Strength to Stand

In his short book, The Sacrifice of Praise, Herman Bavinck writes a chapter on the ‘The Strength of Confession’. The chapter speaks about ‘the courage to give witness to the truth of God in Christ in a firm, trusting faith, openly and freely before each and every one.’ In the chapters leading up to this Bavinck demonstrates that he is aware of the challenges to a faithful confession of Christ. He discusses the elements that fight against us: the world, the flesh, and the Devil. By the time you get to this chapter the question lingers, ‘How does one stand and give a faithful confession of Christ?’

Theology and Grace

The longer I am working on this thesis, the more I realize the place of grace in theological reflection. Grace is one of those interesting concepts to consider. We often talk about it in our salvation (special grace) or in the way the rain falls on the righteous and the wicked (common grace). We call it God’s unmerited or even demerited favor. However, I wonder if we consider how from the very start, the very ability to know God, to do theology is a gracious act.

Why We Adopt

Last Saturday we had a fundraiser here in Edinburgh for our adoption. We raised just under £1500 (that’s about $2000). It was a fun night and pretty amazing to think about. After that fundraiser we find ourselves one step closer to bringing Grace home. We only need to raise another $23,000. It is always amazing to think about how many people have come on board to help out with this adoption. We are blessed to have great friends and family surrounding us through this journey.

Being Forgotten

One of my friends here (a fellow PhD candidate) and I have an on going conversation about what makes a theologian have a lasting impact. When talking about someone like say, Karl Barth, there is a school of thought that says he had some sort of innate genius. There are others who would argue that he happened to be the right person at the right time. As we discuss it more, I think that we are both convinced that lasting impact has more to do with the environment surrounding a person than the innate genius of the person. That is not say many of the people we remember weren't geniuses. It is just acknowledging that there are many who were geniuses but have been forgotten.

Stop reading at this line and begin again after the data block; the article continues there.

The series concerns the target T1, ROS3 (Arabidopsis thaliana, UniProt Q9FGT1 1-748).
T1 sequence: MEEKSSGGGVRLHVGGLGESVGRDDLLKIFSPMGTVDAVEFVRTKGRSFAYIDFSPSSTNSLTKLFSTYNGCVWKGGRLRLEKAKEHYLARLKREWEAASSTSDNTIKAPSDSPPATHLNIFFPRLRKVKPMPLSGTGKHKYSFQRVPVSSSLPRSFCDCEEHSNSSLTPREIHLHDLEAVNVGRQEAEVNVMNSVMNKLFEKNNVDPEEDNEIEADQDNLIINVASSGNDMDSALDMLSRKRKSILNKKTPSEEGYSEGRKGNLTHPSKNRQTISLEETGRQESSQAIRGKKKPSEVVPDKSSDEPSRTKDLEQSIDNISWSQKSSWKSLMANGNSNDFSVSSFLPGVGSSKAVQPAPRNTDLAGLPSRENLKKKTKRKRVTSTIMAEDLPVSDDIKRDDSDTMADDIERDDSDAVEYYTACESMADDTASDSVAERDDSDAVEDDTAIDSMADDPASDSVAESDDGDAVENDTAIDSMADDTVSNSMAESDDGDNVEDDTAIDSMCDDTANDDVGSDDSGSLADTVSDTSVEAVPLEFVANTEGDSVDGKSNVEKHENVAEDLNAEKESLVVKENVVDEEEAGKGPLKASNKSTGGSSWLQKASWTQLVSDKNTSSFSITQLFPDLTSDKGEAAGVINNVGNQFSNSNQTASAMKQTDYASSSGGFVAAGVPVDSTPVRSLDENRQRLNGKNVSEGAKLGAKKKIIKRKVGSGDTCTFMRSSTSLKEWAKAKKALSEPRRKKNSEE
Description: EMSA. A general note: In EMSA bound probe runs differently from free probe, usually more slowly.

Having a Good Fight

I was reading Proverbs the other day and Proverbs 18:13 hit me. It was particularly poignant because I have been thinking about how I communicate to people. Whether it be talking to Taryn, friends at New College, people at church, or in my thesis.

I Believe in the Church

This last Sunday was communion Sunday at Christ Church (the church we attend in Edinburgh). Unlike Parish where I am the assistant pastor, Christ Church partakes in communion one week every month. At Parish we would take communion every week. However, at both churches before we come to the table we confess our faith together. That confession of faith usually takes the form of reciting the Apostles’ Creed.

Blasphemy Trials

In Scotland there is a blasphemy law on the books. It has been around for hundreds of year. However, the last person to get brought up on blasphemy charges was a couple hundred years ago. Right now there is a debate in the larger society (and it has made its way into the government) as to whether this law should still be part of the Scottish law code. I am no expert on these things, and I have my own opinion about governmental enforcement of religious beliefs, but it is really an interesting debate in the wider culture. My supervisor, Dr. James Eglinton, was interviewed about it.

For Us but Not Of Us

A paragraph from the new translation of Bavinck’s The Sacrifice of Praise has been stuck in my head. It comes right after Bavinck quotes from Matthew 10:37-38, 16:25, 18:18, and Mark 10:29-30. If you look at these passages they are all about the cost of discipleship. The cost of following Christ. To follow Christ, we must take up our cross, deny father and mother, tear out our eyes or cut off our hands if they are causing us to sin.